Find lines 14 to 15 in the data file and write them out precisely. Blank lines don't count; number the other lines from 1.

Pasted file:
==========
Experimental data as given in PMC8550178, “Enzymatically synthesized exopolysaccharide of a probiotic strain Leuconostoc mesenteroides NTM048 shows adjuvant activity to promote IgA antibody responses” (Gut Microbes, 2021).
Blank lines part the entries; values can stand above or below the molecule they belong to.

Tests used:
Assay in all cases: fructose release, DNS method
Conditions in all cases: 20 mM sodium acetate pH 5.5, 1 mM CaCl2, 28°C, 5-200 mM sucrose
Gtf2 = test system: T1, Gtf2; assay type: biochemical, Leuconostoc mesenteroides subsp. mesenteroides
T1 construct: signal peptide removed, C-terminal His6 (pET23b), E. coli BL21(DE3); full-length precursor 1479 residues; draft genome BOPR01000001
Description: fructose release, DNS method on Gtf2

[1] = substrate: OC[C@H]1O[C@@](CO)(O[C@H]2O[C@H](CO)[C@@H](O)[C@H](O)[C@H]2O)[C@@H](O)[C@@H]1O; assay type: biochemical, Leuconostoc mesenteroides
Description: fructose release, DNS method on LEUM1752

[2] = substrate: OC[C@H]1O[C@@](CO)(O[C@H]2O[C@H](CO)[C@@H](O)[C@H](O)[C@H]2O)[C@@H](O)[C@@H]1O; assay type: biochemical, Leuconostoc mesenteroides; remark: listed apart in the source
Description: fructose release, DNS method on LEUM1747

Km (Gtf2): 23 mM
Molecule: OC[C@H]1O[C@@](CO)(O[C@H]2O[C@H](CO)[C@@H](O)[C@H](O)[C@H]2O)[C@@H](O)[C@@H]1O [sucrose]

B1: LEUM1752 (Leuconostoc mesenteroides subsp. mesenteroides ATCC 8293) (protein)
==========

Molecule: OC[C@H]1O[C@@](CO)(O[C@H]2O[C@H](CO)[C@@H](O)[C@H](O)[C@H]2O)[C@@H](O)[C@@H]1O [sucrose]

B1: LEUM1752 (Leuconostoc mesenteroides subsp. mesenteroides ATCC 8293) (protein)